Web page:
UNCG Campus Weekly

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A lot of years, a lot of support and friendships for UNCG Catering’s Penny Hovis

Portrait of Penny HovisCatering serves a lot of people. Which means a lot of people know Penny Hovis ’71, catering coordinator. She’s the first person you see when you come through the office’s door.

But next week, someone else will be in that spot. Penny’s retiring.

She started at UNCG Dining in 1967 as a Spartan freshman – this was well before the 1980’s dining hall renovation. Students used a bridge from the east to the second floor, and there was a gravel parking lot where the fountain is now.

It was an era of “miniskirts and bell bottoms and hippies,” she says. She vividly recalls the cafeteria workers’ strike of 1968. By that time she was a student supervisor with her work-study job in Dining, and watched as students literally marched on the tables. “I did not go on strike. I considered myself management.” The strike did mean she worked “some horrendous hours.”

She graduated in English with a secondary education concentration. But her work experience with ARAMARK set her career trajectory. She worked for them at Clemson planning parties, doing catering, creating contests and theme nights. Then a succession of colleges, including USC and Georgia Tech. While at High Point College in 1989, she was diagnosed with MS. She accepted a desk job with ARAMARK here at UNCG. “It was like coming home,” she says.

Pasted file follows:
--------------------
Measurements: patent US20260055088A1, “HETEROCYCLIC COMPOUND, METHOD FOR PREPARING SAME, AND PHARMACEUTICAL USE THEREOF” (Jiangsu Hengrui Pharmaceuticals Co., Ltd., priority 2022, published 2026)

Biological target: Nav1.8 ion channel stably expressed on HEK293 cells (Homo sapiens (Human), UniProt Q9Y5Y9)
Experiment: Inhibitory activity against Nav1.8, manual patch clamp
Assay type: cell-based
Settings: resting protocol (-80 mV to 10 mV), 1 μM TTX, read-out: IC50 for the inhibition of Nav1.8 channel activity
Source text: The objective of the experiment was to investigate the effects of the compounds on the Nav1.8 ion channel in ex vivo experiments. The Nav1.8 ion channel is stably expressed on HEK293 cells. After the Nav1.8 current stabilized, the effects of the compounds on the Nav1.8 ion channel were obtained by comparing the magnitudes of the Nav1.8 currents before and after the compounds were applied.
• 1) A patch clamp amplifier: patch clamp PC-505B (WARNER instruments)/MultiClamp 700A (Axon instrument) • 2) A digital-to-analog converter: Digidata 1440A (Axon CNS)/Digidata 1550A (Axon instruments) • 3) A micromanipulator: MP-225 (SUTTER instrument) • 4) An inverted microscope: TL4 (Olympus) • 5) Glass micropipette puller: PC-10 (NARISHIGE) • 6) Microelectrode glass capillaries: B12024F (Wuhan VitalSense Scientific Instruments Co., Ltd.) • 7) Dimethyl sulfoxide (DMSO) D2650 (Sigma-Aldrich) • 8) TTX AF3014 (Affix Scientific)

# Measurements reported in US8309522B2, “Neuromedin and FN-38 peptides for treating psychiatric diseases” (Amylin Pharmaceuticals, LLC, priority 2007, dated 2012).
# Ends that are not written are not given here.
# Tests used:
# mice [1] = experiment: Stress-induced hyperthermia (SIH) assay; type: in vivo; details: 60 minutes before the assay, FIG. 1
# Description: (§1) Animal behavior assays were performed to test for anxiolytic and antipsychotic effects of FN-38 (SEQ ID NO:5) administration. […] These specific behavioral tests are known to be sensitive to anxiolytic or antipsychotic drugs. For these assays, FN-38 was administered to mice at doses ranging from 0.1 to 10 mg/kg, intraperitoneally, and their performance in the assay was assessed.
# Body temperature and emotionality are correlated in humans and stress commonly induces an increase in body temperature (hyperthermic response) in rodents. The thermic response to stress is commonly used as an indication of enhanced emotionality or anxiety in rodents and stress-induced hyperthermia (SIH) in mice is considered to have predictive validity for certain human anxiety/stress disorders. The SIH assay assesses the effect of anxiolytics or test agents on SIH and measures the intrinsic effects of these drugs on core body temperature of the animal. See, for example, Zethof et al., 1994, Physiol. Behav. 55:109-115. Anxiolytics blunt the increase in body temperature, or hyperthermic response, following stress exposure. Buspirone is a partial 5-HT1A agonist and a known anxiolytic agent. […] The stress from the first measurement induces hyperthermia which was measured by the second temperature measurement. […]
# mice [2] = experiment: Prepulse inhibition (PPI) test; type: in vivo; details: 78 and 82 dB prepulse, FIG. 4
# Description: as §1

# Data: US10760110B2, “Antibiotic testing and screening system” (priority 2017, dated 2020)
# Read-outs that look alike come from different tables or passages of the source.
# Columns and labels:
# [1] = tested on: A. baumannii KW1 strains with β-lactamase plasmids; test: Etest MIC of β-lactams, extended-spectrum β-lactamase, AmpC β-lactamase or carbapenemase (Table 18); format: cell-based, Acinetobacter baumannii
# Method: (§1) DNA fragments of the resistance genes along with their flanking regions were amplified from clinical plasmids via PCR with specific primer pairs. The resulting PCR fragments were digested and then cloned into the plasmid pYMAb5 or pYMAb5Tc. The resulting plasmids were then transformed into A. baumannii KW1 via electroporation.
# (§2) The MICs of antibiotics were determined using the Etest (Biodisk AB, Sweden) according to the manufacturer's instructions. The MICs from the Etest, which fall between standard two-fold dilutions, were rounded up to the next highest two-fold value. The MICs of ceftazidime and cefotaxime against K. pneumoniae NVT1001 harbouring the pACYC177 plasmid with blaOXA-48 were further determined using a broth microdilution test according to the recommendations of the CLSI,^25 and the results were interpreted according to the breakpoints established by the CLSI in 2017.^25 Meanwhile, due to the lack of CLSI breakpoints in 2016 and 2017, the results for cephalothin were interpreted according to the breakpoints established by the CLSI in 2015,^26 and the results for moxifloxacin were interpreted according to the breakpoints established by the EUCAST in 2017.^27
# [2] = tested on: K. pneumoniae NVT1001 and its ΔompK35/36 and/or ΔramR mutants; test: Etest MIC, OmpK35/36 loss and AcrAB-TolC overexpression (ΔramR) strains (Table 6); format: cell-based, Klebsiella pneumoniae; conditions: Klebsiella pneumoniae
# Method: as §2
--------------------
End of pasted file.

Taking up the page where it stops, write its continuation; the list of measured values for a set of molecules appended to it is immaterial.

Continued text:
And when she underwent treatment for breast cancer in 2001, she gathered lots of strength from faculty and staff. “Thirty or 40 women at UNCG called me to offer support and their stories. It was unbelievable.”

She joined a campus support group and they all supported each other.

UNCG Catering serves lots of UNCG events. About 3,700 in a big year, she says. Whether it’s banquets or conferences, sorority/fraternity functions, weddings at Alumni House or the coffee and cookies before Faculty Senate meetings, they are busy.

Things do change as years go by. The dining areas in the EUC were renovated in the ‘90s. Chartwells currently holds the dining contract. The dining building – now named the Moran Commons – is undergoing a multi-phase renovation. But UNCG still has its core characteristics. And that starts with its people.

“I’ll miss the people I work with and the people I work for – my customers,” she says.

Anything else she’ll miss most? “I’m going to miss the vibrancy – the university is so alive.”

A retirement reception for Penny Hovis will be in Moran Commons Nov. 1, from 3 -5 p.m.

By Mike Harris